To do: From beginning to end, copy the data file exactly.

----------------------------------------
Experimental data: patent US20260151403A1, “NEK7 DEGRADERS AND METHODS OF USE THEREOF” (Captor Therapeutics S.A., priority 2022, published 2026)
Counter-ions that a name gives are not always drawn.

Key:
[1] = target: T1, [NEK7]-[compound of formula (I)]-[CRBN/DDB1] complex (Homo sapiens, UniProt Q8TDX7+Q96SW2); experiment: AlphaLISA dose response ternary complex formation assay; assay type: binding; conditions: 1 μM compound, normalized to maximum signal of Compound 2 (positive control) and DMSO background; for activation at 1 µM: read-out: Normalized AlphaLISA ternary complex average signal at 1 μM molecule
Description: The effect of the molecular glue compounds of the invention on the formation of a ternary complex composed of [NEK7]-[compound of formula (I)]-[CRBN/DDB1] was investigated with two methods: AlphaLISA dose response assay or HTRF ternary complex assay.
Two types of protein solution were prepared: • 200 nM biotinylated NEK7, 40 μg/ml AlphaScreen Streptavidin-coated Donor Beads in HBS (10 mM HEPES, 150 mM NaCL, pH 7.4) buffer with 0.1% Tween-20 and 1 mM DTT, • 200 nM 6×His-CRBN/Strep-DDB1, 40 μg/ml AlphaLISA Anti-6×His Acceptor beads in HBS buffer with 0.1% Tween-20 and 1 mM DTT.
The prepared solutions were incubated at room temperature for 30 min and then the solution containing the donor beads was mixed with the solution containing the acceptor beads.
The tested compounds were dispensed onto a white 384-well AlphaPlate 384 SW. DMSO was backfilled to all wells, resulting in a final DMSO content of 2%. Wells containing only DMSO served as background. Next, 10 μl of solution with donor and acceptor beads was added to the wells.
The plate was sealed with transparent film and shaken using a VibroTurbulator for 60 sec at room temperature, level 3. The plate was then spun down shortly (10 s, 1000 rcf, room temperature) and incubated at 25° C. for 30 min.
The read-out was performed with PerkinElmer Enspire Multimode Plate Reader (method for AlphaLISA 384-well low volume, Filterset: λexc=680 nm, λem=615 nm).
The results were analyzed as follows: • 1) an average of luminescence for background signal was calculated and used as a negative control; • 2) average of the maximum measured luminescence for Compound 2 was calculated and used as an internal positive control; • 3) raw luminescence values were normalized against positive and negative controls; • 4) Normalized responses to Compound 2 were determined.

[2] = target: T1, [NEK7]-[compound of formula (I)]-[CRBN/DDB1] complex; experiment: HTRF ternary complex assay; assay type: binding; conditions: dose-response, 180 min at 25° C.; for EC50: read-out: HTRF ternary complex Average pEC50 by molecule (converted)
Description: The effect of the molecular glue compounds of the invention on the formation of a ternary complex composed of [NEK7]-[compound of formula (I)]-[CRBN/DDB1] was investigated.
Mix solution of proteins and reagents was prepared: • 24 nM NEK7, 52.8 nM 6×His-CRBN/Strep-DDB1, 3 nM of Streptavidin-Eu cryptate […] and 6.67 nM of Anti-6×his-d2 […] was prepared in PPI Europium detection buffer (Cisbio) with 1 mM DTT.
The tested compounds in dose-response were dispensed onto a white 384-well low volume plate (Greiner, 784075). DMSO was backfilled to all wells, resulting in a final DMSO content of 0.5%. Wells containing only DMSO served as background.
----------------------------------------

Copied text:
Experimental data: patent US20260151403A1, “NEK7 DEGRADERS AND METHODS OF USE THEREOF” (Captor Therapeutics S.A., priority 2022, published 2026)
Counter-ions that a name gives are not always drawn.

Key:
[1] = target: T1, [NEK7]-[compound of formula (I)]-[CRBN/DDB1] complex (Homo sapiens, UniProt Q8TDX7+Q96SW2); experiment: AlphaLISA dose response ternary complex formation assay; assay type: binding; conditions: 1 μM compound, normalized to maximum signal of Compound 2 (positive control) and DMSO background; for activation at 1 µM: read-out: Normalized AlphaLISA ternary complex average signal at 1 μM molecule
Description: The effect of the molecular glue compounds of the invention on the formation of a ternary complex composed of [NEK7]-[compound of formula (I)]-[CRBN/DDB1] was investigated with two methods: AlphaLISA dose response assay or HTRF ternary complex assay.
Two types of protein solution were prepared: • 200 nM biotinylated NEK7, 40 μg/ml AlphaScreen Streptavidin-coated Donor Beads in HBS (10 mM HEPES, 150 mM NaCL, pH 7.4) buffer with 0.1% Tween-20 and 1 mM DTT, • 200 nM 6×His-CRBN/Strep-DDB1, 40 μg/ml AlphaLISA Anti-6×His Acceptor beads in HBS buffer with 0.1% Tween-20 and 1 mM DTT.
The prepared solutions were incubated at room temperature for 30 min and then the solution containing the donor beads was mixed with the solution containing the acceptor beads.
The tested compounds were dispensed onto a white 384-well AlphaPlate 384 SW. DMSO was backfilled to all wells, resulting in a final DMSO content of 2%. Wells containing only DMSO served as background. Next, 10 μl of solution with donor and acceptor beads was added to the wells.
The plate was sealed with transparent film and shaken using a VibroTurbulator for 60 sec at room temperature, level 3. The plate was then spun down shortly (10 s, 1000 rcf, room temperature) and incubated at 25° C. for 30 min.
The read-out was performed with PerkinElmer Enspire Multimode Plate Reader (method for AlphaLISA 384-well low volume, Filterset: λexc=680 nm, λem=615 nm).
The results were analyzed as follows: • 1) an average of luminescence for background signal was calculated and used as a negative control; • 2) average of the maximum measured luminescence for Compound 2 was calculated and used as an internal positive control; • 3) raw luminescence values were normalized against positive and negative controls; • 4) Normalized responses to Compound 2 were determined.

[2] = target: T1, [NEK7]-[compound of formula (I)]-[CRBN/DDB1] complex; experiment: HTRF ternary complex assay; assay type: binding; conditions: dose-response, 180 min at 25° C.; for EC50: read-out: HTRF ternary complex Average pEC50 by molecule (converted)
Description: The effect of the molecular glue compounds of the invention on the formation of a ternary complex composed of [NEK7]-[compound of formula (I)]-[CRBN/DDB1] was investigated.
Mix solution of proteins and reagents was prepared: • 24 nM NEK7, 52.8 nM 6×His-CRBN/Strep-DDB1, 3 nM of Streptavidin-Eu cryptate […] and 6.67 nM of Anti-6×his-d2 […] was prepared in PPI Europium detection buffer (Cisbio) with 1 mM DTT.
The tested compounds in dose-response were dispensed onto a white 384-well low volume plate (Greiner, 784075). DMSO was backfilled to all wells, resulting in a final DMSO content of 0.5%. Wells containing only DMSO served as background.